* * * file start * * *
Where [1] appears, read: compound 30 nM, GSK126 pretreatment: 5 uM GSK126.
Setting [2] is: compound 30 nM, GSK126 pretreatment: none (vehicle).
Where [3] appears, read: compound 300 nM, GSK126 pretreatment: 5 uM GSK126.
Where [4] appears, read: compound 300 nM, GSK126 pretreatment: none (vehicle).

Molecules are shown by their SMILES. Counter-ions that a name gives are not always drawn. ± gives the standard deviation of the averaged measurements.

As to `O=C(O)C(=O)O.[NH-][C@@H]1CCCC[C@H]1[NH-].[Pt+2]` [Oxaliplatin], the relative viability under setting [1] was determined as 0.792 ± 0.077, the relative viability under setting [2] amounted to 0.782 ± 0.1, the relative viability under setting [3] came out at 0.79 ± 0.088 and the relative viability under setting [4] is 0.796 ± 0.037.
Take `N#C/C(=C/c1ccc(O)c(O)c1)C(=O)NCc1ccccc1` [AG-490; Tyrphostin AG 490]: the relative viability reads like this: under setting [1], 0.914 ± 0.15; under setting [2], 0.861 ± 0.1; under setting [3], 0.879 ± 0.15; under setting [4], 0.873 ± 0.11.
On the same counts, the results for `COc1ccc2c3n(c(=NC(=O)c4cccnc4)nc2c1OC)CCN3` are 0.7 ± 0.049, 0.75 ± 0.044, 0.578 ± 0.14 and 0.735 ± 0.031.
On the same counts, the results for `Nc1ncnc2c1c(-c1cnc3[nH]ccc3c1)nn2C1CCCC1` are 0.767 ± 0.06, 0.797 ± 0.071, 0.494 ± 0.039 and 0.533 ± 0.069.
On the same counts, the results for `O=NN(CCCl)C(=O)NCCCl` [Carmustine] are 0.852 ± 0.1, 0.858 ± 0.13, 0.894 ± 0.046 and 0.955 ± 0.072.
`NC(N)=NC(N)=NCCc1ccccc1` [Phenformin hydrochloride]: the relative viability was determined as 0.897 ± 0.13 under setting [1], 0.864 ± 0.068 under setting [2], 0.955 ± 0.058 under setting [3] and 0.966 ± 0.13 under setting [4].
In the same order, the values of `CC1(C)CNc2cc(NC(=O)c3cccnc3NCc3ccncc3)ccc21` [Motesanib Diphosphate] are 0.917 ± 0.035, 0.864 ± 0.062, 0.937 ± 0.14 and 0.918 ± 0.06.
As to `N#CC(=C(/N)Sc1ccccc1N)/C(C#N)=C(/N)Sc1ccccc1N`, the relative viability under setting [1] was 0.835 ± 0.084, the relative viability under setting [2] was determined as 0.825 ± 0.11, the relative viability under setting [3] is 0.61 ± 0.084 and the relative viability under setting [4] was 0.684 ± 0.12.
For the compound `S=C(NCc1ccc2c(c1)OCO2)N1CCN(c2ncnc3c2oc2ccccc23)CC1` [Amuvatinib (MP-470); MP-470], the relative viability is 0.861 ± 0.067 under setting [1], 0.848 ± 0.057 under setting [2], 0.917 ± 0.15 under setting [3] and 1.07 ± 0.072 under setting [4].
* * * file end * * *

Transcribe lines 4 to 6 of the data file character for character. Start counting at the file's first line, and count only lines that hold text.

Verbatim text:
Where [4] appears, read: compound 300 nM, GSK126 pretreatment: none (vehicle).

Molecules are shown by their SMILES. Counter-ions that a name gives are not always drawn. ± gives the standard deviation of the averaged measurements.

As to `O=C(O)C(=O)O.[NH-][C@@H]1CCCC[C@H]1[NH-].[Pt+2]` [Oxaliplatin], the relative viability under setting [1] was determined as 0.792 ± 0.077, the relative viability under setting [2] amounted to 0.782 ± 0.1, the relative viability under setting [3] came out at 0.79 ± 0.088 and the relative viability under setting [4] is 0.796 ± 0.037.